In the late fall, Doumis and Hammond pick hundreds of apples, then seal them in bins to sweat for several weeks (or until they have time to get to them). Inside, the apples’ starches convert into sugars. It turns out the old adage “it takes one apple to spoil the whole bunch” isn’t entirely true of cider apples: I watch as Doumis sanitizes and cuts out the “boo-boos” from dozens of apples before before putting them through the grinder and the DIY press they have out back. Surprisingly, what might seem like a distasteful apple to eat—ones they call “spitters”—do extraordinarily well in cider. The Morse tree spitters made an especially unconventional cider whose taste Hammond describes as “mezcal eucalyptus.”

“It’s not us,” Doumis says. “We didn’t add eucalyptus or mint or dog shampoo flavor to it. It just did that! And I think that that’s cool, to redefine cider constantly by seeing what the apple will do.”

Doumis and Hammond use old techniques for cider-making that have their roots in centuries of experimentation. In fact, cider-making has been a pivotal part of American history, and even had a hand in the Prohibition movement.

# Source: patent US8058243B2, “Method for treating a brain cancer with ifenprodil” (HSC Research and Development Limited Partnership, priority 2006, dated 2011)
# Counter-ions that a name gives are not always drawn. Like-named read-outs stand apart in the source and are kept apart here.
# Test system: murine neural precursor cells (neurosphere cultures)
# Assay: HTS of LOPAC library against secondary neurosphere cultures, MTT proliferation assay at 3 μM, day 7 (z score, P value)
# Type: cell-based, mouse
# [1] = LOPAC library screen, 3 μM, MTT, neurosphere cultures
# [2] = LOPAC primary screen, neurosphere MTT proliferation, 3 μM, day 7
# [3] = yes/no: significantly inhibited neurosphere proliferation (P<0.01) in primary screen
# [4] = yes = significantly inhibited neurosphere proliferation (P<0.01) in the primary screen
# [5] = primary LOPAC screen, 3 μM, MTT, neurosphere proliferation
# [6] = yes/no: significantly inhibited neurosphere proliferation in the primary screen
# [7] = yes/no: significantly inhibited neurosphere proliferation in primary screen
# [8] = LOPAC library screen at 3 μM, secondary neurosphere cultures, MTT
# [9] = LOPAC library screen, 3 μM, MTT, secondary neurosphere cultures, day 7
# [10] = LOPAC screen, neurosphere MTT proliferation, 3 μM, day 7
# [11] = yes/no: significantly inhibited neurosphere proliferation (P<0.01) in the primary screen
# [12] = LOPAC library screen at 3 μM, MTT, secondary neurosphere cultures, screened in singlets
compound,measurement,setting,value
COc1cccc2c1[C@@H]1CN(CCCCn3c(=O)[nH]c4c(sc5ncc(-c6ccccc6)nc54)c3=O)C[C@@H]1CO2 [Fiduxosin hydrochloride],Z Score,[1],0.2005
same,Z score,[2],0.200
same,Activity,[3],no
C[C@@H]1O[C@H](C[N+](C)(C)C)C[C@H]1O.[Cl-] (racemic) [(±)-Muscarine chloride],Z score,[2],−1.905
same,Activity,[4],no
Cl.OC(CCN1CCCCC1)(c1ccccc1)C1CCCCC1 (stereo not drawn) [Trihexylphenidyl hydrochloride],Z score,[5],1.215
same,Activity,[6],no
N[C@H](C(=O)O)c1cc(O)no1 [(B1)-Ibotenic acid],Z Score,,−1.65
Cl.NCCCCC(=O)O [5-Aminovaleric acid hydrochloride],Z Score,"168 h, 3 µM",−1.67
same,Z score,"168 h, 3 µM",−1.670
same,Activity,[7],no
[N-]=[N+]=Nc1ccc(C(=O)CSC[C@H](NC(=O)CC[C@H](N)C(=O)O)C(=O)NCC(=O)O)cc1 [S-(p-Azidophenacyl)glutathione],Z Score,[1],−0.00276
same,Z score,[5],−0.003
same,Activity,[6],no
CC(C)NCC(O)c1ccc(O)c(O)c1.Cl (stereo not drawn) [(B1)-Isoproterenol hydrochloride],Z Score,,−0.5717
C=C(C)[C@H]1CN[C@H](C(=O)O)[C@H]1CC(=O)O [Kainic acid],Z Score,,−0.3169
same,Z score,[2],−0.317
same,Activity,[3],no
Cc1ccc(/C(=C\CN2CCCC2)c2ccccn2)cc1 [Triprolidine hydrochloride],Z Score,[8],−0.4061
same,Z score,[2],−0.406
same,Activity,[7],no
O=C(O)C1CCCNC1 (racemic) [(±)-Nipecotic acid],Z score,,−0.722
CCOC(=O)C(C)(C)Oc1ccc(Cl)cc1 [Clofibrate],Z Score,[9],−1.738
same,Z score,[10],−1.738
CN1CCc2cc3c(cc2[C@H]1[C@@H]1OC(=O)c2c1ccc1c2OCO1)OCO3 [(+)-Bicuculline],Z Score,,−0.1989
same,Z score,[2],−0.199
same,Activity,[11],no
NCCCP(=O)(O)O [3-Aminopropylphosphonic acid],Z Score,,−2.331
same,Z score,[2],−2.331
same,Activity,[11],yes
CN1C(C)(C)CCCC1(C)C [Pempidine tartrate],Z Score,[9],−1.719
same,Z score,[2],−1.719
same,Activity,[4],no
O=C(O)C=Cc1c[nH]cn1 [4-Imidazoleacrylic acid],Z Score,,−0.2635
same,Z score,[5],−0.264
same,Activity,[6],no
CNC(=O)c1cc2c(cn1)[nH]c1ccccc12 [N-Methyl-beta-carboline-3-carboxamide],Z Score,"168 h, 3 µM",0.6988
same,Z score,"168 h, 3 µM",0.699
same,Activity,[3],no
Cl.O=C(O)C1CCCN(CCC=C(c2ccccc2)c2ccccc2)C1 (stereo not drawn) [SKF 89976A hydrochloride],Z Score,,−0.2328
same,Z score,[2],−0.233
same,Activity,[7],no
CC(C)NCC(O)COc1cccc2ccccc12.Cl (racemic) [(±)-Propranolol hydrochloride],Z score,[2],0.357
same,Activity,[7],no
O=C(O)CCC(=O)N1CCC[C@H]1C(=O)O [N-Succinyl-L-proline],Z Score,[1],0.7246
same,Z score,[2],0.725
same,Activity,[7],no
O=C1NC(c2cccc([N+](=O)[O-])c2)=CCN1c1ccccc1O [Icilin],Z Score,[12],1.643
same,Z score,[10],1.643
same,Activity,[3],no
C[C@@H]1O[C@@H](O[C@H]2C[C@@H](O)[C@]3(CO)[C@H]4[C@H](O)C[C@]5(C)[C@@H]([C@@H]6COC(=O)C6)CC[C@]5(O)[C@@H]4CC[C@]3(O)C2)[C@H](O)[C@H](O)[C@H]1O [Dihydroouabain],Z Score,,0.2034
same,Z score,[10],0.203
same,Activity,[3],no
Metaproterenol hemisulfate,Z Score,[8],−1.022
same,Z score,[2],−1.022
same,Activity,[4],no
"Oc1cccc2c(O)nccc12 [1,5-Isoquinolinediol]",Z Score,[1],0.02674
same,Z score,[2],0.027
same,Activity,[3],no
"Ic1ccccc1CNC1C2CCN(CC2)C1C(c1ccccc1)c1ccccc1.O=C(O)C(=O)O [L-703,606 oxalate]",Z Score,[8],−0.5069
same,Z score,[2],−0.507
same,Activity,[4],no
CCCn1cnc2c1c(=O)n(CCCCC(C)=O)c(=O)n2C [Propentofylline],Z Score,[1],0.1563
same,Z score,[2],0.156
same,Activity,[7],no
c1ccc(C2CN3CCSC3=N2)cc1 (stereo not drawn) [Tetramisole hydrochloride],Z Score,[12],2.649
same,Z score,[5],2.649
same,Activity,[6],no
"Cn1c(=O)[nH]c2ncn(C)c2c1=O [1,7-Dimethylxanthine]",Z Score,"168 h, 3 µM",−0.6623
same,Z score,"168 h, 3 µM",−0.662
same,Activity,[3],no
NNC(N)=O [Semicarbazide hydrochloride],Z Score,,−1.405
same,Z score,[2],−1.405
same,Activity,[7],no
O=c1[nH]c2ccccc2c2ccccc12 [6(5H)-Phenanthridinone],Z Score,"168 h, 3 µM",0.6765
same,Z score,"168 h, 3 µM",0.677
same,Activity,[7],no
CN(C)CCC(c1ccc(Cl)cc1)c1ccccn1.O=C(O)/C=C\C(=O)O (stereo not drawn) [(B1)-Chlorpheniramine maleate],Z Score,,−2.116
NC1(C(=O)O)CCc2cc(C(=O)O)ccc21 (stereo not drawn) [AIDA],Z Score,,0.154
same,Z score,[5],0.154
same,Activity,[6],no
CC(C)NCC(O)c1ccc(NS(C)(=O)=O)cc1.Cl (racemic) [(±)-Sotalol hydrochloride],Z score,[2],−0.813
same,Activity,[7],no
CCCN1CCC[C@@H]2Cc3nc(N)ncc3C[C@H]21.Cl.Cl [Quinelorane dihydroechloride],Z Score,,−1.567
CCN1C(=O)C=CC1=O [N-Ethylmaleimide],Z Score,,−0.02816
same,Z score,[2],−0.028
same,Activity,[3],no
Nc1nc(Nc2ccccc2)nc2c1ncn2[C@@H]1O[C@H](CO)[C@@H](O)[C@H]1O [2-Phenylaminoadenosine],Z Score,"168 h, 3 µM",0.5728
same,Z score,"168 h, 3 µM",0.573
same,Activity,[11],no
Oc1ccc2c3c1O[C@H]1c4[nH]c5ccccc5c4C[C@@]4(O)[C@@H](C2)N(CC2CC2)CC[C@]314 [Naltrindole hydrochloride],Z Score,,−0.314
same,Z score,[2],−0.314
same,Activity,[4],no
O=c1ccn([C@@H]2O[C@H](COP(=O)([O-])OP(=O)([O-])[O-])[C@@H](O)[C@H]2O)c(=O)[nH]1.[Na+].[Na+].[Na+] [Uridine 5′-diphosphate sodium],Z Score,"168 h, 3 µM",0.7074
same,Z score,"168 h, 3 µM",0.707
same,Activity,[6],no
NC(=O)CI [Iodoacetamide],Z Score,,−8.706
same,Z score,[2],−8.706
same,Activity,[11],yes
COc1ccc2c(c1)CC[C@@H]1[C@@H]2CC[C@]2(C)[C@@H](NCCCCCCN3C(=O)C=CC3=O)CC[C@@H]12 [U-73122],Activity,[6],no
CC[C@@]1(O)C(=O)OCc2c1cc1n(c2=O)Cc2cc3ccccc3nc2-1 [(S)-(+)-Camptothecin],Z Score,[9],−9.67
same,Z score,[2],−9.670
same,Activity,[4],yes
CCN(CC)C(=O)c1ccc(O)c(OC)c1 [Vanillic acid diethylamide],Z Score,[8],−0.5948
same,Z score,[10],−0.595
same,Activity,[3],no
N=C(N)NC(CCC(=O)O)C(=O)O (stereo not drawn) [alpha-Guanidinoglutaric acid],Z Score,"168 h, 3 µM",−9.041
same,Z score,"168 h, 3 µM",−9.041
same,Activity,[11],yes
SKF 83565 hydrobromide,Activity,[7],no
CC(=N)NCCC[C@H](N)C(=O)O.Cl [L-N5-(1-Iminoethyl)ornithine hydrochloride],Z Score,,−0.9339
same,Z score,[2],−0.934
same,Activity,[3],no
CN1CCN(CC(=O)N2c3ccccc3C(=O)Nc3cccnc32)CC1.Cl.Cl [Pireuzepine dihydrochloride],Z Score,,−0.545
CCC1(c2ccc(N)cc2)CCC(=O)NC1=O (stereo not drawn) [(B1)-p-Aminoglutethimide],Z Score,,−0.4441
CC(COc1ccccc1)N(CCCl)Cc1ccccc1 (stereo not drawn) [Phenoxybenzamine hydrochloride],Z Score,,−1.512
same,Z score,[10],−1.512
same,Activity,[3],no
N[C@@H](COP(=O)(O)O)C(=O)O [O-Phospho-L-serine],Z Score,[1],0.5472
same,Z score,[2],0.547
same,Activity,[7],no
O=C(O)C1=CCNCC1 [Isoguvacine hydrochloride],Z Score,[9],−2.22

“It’s part of the reason why the Temperance movement existed, because everybody had seedling apple trees in their backyard,” Doumis says. “The cider they made was safer than water at the time.” Back then, every family not only made their own cider, but given that each tree was unique, everyone’s cider tasted distinct. “Everybody has seedling trees of stuff that they would never eat, so they pressed it and drank it,” Doumis adds. “Everybody’s cider [was] a mix of wild apples.”

Rows and rows of seedling apple trees in Old Thulimbah, Stanthorpe, Australia, in 1924.
Rows and rows of seedling apple trees in Old Thulimbah, Stanthorpe, Australia, in 1924. Queensland State Archives / Public Domain